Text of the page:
My lady quandary.

I am in a lady quandary. And it's all Bernie's fault. 

I sent away for this bumper sticker about a month ago, around the time I decided that I would support Bernie Sanders in his race for President. I did my research, I talked with people who have followed the campaign more closely than I, and I came to the conclusion that he was the dude for me. 

But I can't seem to put the darn thing on my car. 

If I haven't made it abundantly clear on this site, I'm a woman. A feminist, even. I love few things more than railing against the white, wealthy, hetero-normative patriarchy. Putting a misogynist in his (or her) place gives my life purpose. So the idea of not voting for a female Democrat who is running for president, one who could totally win this thing, is not sitting well with me. 

I feel like a traitor.  I feel like a shitty feminist.

I have to remind myself it's about the issues: about true change for women of all stripes, thanks to the kind of economic policies Sanders espouses. But no matter how many times I repeat this mantra to myself, no matter how much sense it makes, my body is rejecting the idea of voting for yet another white dude when there's a woman in the running.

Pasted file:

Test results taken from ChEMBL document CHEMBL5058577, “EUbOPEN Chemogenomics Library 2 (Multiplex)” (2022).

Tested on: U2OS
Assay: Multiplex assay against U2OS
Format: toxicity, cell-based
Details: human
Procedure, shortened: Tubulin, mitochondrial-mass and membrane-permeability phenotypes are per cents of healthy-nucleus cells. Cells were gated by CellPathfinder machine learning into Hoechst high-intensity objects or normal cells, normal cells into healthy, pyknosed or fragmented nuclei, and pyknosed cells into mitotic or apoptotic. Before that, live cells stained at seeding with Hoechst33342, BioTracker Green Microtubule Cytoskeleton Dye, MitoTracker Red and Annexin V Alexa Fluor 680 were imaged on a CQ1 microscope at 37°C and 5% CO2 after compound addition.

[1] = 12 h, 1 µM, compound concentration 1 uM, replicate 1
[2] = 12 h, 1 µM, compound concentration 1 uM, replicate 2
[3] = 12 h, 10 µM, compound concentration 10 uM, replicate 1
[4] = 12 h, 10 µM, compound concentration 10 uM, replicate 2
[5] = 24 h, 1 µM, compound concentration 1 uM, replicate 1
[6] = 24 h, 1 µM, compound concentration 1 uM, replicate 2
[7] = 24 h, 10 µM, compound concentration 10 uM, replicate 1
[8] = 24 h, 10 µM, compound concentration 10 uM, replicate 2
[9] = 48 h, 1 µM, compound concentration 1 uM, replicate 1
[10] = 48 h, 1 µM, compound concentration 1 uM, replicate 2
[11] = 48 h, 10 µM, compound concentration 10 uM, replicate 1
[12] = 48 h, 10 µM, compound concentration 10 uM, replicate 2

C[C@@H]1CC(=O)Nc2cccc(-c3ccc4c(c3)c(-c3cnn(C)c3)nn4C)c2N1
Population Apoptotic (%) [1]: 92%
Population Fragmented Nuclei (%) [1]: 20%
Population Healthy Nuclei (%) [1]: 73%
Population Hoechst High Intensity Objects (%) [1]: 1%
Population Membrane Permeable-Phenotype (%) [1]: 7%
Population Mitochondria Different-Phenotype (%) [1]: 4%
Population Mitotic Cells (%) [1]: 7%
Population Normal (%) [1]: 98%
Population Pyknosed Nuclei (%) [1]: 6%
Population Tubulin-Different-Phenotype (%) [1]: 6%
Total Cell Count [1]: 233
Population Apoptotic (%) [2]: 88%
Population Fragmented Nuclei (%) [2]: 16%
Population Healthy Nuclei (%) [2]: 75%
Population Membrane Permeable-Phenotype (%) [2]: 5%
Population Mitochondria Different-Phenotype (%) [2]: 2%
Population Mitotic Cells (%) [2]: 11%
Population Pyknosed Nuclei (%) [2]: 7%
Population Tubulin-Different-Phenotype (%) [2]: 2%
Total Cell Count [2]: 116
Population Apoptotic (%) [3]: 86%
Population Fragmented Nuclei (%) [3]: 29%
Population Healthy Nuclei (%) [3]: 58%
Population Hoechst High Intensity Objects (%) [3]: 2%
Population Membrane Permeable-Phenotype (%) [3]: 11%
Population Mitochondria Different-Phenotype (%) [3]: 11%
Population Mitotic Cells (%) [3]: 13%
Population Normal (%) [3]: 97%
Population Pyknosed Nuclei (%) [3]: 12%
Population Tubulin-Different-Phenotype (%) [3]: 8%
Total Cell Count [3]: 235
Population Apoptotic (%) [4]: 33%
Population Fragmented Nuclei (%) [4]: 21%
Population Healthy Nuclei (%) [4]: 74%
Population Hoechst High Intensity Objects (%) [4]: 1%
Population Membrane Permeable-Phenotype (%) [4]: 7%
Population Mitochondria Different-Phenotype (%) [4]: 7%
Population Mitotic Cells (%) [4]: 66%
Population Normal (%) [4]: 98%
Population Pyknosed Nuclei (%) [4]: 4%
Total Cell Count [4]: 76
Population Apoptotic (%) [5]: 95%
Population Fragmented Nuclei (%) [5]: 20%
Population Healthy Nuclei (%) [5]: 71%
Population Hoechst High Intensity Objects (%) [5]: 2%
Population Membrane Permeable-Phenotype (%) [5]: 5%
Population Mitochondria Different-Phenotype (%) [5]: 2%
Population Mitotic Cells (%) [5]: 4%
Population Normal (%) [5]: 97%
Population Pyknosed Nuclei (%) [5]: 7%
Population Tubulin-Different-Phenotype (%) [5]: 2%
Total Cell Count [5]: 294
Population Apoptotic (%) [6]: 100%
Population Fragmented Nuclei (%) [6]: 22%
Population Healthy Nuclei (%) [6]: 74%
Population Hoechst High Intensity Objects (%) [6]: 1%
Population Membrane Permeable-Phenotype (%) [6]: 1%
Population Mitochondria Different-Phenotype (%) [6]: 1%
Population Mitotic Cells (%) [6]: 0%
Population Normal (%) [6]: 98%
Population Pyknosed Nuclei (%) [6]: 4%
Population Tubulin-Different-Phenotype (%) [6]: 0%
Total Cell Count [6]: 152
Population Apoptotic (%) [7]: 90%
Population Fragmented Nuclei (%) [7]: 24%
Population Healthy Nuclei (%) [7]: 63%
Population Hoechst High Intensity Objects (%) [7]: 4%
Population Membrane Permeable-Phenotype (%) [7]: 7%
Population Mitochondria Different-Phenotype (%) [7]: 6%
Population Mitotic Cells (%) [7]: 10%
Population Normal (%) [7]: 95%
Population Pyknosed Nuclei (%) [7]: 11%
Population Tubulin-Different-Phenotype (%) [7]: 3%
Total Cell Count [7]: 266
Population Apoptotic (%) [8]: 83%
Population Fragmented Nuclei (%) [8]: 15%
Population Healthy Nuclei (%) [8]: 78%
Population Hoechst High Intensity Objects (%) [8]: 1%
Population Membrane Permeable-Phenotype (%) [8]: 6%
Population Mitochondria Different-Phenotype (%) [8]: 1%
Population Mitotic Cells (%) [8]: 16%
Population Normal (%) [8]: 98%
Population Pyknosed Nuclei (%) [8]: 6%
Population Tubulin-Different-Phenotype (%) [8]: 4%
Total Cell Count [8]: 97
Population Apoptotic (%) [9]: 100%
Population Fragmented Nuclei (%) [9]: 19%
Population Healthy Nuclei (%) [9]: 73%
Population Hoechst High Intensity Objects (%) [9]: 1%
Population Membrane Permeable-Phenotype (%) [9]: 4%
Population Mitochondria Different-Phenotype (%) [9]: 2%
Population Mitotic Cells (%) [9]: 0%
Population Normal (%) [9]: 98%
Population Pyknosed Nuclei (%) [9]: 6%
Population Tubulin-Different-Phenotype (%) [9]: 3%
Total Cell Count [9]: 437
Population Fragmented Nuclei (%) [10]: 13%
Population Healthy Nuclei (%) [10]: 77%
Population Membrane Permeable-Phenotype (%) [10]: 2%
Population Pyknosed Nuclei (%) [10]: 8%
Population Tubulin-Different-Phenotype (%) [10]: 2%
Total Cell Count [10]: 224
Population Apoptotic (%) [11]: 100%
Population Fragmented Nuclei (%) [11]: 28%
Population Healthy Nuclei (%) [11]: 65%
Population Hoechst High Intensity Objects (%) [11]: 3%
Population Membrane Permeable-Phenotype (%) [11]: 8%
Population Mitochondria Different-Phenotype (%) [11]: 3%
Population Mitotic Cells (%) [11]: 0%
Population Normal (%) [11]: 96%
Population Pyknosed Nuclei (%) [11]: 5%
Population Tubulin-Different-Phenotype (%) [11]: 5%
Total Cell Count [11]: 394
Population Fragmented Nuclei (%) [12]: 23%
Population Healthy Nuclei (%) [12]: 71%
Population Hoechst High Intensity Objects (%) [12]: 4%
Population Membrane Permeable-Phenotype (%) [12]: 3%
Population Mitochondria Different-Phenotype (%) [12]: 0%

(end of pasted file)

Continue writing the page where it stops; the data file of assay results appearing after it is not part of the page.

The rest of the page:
Because symbols are important, too, aren't they? For nearly 250 years, women have watched man after man become president, with very little hope that someone of their own gender would have a shot or even be considered qualified to run. Seeing a woman in that office at last would be proof to little girls in the U.S. that, yes, they are allowed to be President. The dream would become something more tangible and worth pursuing, as I imagine it did for Black Americans when President Obama was elected. Who knows what kind of shift in consciousness this progress would create? 

The ability to point to the wall of presidents and say with finality that women, too, can be president gives me goosebumps on behalf of the girls this could inspire. But we are in the middle of such a political shit-storm that I can't rightly vote for a symbol without substance. Not this cycle. I am not alone in that mindset. There are lots of other women who, for history's sake, want to vote for Hillary but can't based on her policies and old-world politics. 

The good news for the tortured lady-souls out there: she is hearing our criticism and feeling the pressure. In the past months, she has come out as surprisingly progressive on prison reform and the Keystone Pipeline XL. The political landscape has changed, and simply being a woman is no longer enough of a platform to secure our votes. We demand real, measurable progress for women, and we're willing to put in yet another white dude if that's what it takes to get it. Hillary seems to understand now that the women's vote is not guaranteed this time around, not with someone like Bernie in the running, and this has pushed her to be more vocal and left-leaning on the issues.